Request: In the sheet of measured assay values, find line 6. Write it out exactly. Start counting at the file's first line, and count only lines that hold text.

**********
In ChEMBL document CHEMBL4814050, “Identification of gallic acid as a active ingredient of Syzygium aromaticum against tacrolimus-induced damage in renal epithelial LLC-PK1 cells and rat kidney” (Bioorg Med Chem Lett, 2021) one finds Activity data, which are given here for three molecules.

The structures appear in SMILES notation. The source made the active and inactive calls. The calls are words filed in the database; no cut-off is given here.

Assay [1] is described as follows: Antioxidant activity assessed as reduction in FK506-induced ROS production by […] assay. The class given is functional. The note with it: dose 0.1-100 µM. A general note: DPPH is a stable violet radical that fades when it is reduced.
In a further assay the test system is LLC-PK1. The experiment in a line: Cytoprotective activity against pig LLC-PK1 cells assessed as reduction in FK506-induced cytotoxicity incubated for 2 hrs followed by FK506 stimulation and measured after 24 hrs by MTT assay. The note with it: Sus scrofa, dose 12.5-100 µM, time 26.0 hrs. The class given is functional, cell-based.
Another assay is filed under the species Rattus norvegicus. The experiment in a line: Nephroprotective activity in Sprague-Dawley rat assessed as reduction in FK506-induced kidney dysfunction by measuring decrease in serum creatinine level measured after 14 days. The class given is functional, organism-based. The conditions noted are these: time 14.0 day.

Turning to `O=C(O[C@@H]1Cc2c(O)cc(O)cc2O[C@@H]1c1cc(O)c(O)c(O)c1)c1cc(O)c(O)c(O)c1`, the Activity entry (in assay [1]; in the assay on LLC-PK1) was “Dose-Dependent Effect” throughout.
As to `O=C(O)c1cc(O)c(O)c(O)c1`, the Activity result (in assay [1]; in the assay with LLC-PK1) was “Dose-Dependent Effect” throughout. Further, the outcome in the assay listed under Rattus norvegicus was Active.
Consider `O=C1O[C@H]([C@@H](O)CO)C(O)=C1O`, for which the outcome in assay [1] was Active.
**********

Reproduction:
Turning to `O=C(O[C@@H]1Cc2c(O)cc(O)cc2O[C@@H]1c1cc(O)c(O)c(O)c1)c1cc(O)c(O)c(O)c1`, the Activity entry (in assay [1]; in the assay on LLC-PK1) was “Dose-Dependent Effect” throughout.